Google Analytics 4 and What It Means for E-Commerce

Google recently announced that support for Universal Analytics (UA) will end on 1 July 2023, to be replaced with Google Analytics 4 (GA4). So, from summer 2023 new traffic to your ecommerce site won’t show in your normal Google Analytics account and by the end of the year Google will start to delete old data. Users of Analytics 360, which was introduced in October 2021, have an additional three months to continue processing UA data, until 1 October 2023.

That’s a pretty major change for data-driven businesses and something you will want to be prepared for.

Moving on from Universal Analytics

The landscape of digital analytics has changed alongside increasing concerns about privacy. Universal Analytics measures predominantly desktop web activity comprising independent sessions and easily observed cookie data. In response to international data privacy requirements and modern customer behavior, Google Analytics 4 will focus on interactions.

While Google says the move is designed to provide deeper insights into customer journeys, GA4 users are likely to find the changes to data collection and reporting a challenge.

How is Analytics 4 Different?

Google Analytics 4 was introduced in July 2019 to address evolving measurement requirements and to help businesses to measure different kinds of data. It’s a cookie-less, privacy-focused tracking tool designed to allow businesses to analyze user journeys across all their websites and apps.

GA4 operates across multiple digital platforms and devices using an event-based data model instead of cookies to deliver user-based measurements. With more comprehensive controls for data collection and use, it’s designed to help businesses meet their evolving needs as well as user expectations for choice and privacy. It uses machine learning (ML) to improve attribution and predict changing behavior.

Customer touchpoints – GA4’s event-based measurement model is designed to provide a view of customer lifecycles rather than information about platforms or sessions. For example, you could use it to measure activity across your ecommerce site and apps to understand how your customers progress through your sales funnel. This could help you to reduce drop-off during the journey and increase click-throughs and conversions.

Attribution – you can use data-driven attribution to analyze each step of your customer’s journey to understand the impact and actual contribution of each interaction. To help you understand how each of your marketing activities has influenced conversions, attribution credits are assigned rather than using just the last click in your Analytics data.

Compliance – in response to the latest country-level privacy controls, you can manage and minimize data collection at the user level and still maintain key measurements.

Insights – machine learning is used to provide predictive insights about user behavior and conversions. It can help you to define new audiences on the basis of their likelihood to purchase and you can automate data collection to improve your marketing.

You can integrate this information with other Google products such as Google Ads and combine it to use across your website and apps to optimize your campaigns.

Integration will be available to all Google customers, so any Google Analytics 4 property can use data collected about conversions and audiences in the Google Marketing Platform to integrate with Search Ads 360 and Display & Video 360.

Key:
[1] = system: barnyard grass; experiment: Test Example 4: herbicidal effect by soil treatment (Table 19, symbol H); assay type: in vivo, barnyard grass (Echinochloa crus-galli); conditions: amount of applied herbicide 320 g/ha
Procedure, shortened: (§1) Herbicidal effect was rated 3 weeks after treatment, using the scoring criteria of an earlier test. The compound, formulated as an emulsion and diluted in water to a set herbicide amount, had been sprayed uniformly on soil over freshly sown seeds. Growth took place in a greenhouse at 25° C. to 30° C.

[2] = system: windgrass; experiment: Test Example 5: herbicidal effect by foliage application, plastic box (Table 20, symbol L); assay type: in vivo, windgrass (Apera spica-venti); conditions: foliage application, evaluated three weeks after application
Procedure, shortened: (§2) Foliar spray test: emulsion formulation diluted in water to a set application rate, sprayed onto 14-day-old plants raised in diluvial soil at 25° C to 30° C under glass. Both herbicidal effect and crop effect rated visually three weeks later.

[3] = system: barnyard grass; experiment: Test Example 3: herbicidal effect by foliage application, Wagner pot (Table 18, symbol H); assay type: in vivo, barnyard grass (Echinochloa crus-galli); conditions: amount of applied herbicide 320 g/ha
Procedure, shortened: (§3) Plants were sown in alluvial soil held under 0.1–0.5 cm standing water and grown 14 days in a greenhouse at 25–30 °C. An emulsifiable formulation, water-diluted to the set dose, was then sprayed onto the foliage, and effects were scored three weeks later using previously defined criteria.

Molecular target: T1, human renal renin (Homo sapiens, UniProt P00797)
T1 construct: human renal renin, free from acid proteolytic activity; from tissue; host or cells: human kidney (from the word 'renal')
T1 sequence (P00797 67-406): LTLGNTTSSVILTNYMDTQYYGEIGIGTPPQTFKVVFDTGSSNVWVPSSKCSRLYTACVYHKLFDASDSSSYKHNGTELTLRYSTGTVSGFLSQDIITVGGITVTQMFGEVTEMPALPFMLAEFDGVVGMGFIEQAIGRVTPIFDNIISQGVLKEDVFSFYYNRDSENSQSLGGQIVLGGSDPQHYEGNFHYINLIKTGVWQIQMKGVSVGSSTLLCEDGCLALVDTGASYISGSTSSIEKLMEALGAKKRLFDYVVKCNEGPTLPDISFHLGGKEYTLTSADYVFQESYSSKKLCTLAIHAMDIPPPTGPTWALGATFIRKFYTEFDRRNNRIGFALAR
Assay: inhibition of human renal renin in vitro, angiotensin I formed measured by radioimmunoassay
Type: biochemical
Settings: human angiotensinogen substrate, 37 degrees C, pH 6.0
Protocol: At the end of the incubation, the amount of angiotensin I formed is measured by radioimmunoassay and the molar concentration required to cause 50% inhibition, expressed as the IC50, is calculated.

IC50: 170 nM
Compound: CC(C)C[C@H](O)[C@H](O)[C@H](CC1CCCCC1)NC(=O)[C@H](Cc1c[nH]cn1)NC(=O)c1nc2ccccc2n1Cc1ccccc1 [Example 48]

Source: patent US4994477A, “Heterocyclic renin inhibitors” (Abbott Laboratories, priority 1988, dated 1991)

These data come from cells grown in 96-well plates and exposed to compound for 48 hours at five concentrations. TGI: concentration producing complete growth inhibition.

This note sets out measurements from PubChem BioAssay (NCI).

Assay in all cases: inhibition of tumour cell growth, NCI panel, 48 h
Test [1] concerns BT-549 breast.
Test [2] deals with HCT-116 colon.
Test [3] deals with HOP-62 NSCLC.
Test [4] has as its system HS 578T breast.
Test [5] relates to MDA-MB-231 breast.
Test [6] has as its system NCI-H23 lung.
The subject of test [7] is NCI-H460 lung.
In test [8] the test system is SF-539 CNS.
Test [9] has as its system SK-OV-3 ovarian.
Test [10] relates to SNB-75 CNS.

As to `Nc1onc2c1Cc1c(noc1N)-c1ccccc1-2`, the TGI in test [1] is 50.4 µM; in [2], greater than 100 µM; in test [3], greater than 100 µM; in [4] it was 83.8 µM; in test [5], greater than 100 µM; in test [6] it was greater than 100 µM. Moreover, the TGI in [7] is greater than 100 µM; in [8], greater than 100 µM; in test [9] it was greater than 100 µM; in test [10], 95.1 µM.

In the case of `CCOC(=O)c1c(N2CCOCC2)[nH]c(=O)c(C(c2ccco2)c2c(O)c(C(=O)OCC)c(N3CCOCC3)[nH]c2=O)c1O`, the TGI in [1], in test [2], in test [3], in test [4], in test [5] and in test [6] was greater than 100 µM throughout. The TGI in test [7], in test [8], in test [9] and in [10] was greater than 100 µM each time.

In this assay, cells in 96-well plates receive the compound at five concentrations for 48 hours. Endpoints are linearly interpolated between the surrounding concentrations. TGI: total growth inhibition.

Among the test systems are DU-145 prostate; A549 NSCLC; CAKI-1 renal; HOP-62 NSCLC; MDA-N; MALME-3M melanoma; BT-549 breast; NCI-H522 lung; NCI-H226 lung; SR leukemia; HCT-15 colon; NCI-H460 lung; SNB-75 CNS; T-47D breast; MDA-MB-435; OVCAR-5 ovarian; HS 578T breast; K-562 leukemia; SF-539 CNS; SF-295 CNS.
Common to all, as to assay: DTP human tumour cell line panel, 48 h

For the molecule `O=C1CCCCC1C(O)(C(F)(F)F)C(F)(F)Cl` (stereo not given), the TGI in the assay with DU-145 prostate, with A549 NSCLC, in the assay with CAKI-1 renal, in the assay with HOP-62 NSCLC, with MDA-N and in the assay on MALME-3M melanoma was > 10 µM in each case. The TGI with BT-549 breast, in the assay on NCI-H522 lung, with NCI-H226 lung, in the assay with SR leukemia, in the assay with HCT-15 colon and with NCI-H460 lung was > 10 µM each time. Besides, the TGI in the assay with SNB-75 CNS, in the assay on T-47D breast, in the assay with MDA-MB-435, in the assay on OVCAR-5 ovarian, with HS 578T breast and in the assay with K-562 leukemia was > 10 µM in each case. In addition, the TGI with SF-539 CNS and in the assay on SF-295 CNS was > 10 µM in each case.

Properties – new roll-up- and sub-properties in Analytics 360 allow you to customize the structure of your Google Analytics 4 information to meet your data governance needs. Different teams within your business or partners such as advertising agencies can access the curated data they need. You can now have up to 125 custom dimensions, 400 audiences and 50 conversion types per property.

How to Prepare for Analytics 4

If you created your property before 14 October 2020 you are probably using UA and you will need to get ready for the change. Properties created after that date are most likely to be GA4 properties already, so you won’t need to take any further action.

For the time-being Analytics 4 can run in parallel with your UA account. However, to get ready for the change, you should aim to have GA4 live on your site as soon as possible. This will give you more than a year’s worth of data before the switchover, even if you decide to move away from reliance on GA4 later.

Manual configuration is more important with GA4. While UA allows you to collect a lot of data to use later, GA4 provides you with a limited amount of curated data that you must manually maintain. It will provide top level reporting on acquisition, engagement, monetization and retention, along with some demographic and technical information. These reports can’t be filtered or changed easily although ‘explorations’ can be used to generate customized reports in advance, based on your own requirements. Explorations can’t be imported from the gallery so you will need to set this up manually.

You need to be aware that GA4 only retains data for two months as the default, which will be the limit of your customized reports unless the maximum of 14 months is manually configured. Even then, it won’t be possible to create a manual year-on-year report.

Work with Google Experts

The Williams Commerce digital marketing team is well-versed in digital analysis. We understand Google’s search algorithms so we can help you improve your organic search results. We are also Google AdWords specialists who can deliver great paid advertising performance too.

Speak with one of our experts to be sure you’ll be ready for the switch to GA4 in 2023.


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